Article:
3 Snoozing Kernels
I have wanted to see this movie for some time and finally decided to stream it this evening off Amazon Prime Video for $3.99 rental fee. Cheaper than a ticket at the theatre, I thought it well worth the watch. It’s well-acted, a bit of a downer emotionally, but gives great insights to the literary greats of the time period.
If you have no idea who in the world Mary Shelley is (played by Elle Fanning), I’m sure if I say the title of Frankenstein, that will ring a familiar bell. The Gothic masterpiece, originally written in 1818, with subsequent editions in 1823 and 1831, was “supposedly” written by Mary. However, there is an ongoing debate on how much her lover/husband (Percy Shelley played by Douglas Booth) contributed to the story.
As far as this movie is concerned, the novel was birthed through her own painful life that included falling in love with Percy, the famous published poet, while he was still married. Through betrayal, the grief of loss of their first child, and subsequent disappointments, the men in her life became monsters in a sense. The story of Frankenstein mirrors much of the pain she felt as well as a sordid affair her stepsister had with Percy and also Lord Byron.
It doesn’t appear that the movie closely follows the true timeline of everything in Mary’s and Percy’s life. Once again Wikipedia tells a slightly different version and this fact-checking article on Refinery29. Although Mary and Percy finally married after his first wife committed suicide, their existence waffled back and forth from adequate means to poverty. Percy drowned before he turned thirty, so their romance was not an enduring one.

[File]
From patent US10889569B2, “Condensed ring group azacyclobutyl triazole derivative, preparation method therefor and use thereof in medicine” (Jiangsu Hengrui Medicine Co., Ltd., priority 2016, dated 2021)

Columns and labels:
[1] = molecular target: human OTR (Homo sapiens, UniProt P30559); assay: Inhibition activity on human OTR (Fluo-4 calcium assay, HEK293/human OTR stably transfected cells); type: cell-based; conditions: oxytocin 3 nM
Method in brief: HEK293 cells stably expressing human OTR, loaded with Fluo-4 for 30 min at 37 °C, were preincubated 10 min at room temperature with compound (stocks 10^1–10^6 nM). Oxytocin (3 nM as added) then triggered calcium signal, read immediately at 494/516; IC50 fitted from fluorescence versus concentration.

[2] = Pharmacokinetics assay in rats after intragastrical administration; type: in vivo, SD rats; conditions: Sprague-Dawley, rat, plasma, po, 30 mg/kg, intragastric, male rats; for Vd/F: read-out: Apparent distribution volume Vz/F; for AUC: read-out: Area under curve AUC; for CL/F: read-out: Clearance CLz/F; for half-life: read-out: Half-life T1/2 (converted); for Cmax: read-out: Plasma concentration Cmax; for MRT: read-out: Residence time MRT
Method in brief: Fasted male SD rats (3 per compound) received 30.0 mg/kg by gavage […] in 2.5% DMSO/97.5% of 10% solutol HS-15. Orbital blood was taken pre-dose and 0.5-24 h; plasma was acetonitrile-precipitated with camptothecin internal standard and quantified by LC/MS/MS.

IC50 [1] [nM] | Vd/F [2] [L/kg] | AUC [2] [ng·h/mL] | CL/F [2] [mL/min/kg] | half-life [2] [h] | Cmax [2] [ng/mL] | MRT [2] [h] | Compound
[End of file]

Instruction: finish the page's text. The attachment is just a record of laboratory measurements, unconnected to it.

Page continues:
Mary’s stepsister had an affair with Lord Byron and bore him a daughter out of wedlock. The movie does focus on their relationship as well. Tom Sturridge plays Byron as morally bankrupt with a personality that is almost sickening. Byron doesn’t come across in this movie as one of the greatest English poets of his time, but more of a man steeped in debauchery.
What I find interesting in these famous individuals who wrote such lasting poems and novels is that they led such radical and free-spirited lives. Immorality, drinking, drugs — you name it. However, they also suffered terrible consequences and grief because of their actions.
The movie moves a bit slow and spends too much time with scenes at Byron’s residence in Switzerland, which are a bit of a snoozer. It probably could have been heavily cut and undoubtedly influenced the 38% on the Tomatometer. On the positive note, your ears do get tickled with some fine poems written by the greats and words from Mary’s Gothic tale.
“And the sunlight clasps the earth. And the moonbeams kiss the sea. What are all these kissings worth – If thou kiss not me?” (Percy Bysshe Shelley)
They say to write what you know, and if you read Mary Shelley’s Frankenstein, you will read what she knew – love, betrayal, abandonment, and grief wrapped up in her creation of a monster.
If you are into period dramas and the lives of famous writers, you might check this one out. Mary found her voice, as they say, on the page. Mine comes and goes like a ghost from book to book. Nevertheless, I enjoy movies about the lives of some of the famous authors of the past.